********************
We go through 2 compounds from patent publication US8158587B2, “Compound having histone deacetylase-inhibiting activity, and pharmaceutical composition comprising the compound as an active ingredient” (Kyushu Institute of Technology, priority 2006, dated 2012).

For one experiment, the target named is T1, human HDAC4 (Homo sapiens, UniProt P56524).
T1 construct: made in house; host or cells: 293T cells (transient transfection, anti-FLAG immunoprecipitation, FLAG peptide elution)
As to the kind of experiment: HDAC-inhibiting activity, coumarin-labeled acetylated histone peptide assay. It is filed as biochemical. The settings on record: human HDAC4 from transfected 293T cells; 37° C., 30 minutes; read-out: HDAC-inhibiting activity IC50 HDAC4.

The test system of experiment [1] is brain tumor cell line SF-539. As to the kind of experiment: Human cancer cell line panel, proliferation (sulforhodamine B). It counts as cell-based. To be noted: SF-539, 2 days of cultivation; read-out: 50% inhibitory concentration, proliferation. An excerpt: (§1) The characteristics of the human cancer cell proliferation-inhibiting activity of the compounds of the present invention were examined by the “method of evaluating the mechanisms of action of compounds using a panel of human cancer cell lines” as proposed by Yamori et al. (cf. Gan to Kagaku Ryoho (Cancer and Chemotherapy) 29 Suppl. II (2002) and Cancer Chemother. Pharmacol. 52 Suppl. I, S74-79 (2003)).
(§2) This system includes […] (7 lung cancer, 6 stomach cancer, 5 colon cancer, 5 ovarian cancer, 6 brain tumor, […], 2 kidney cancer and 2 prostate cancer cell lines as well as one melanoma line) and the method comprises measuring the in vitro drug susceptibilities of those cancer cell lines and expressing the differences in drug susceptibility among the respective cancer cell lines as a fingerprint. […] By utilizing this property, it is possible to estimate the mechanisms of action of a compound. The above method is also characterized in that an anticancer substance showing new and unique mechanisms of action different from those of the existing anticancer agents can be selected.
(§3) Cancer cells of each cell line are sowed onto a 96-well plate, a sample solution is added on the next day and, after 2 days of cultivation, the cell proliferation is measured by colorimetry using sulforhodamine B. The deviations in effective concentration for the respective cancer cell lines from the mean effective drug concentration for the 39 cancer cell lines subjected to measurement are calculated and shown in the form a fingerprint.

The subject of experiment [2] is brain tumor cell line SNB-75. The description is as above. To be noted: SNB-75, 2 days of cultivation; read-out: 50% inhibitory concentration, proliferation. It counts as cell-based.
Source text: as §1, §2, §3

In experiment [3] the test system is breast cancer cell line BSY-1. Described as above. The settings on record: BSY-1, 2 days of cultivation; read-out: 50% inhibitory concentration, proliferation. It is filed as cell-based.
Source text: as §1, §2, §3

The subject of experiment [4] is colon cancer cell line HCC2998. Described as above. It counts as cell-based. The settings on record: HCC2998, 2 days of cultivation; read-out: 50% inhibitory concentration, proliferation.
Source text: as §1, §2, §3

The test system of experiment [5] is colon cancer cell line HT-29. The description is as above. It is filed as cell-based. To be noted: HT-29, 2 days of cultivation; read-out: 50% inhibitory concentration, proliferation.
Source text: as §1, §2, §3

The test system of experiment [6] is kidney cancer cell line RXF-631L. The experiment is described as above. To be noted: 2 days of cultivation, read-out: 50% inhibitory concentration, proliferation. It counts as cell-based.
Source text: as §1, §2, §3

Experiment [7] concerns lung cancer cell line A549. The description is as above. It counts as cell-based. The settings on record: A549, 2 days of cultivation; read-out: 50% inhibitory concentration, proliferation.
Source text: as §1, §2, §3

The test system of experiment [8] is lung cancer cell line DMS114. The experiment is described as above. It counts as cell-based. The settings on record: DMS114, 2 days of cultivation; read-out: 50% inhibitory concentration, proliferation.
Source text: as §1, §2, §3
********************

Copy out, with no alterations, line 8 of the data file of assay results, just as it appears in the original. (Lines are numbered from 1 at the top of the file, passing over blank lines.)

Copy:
The subject of experiment [2] is brain tumor cell line SNB-75. The description is as above. To be noted: SNB-75, 2 days of cultivation; read-out: 50% inhibitory concentration, proliferation. It counts as cell-based.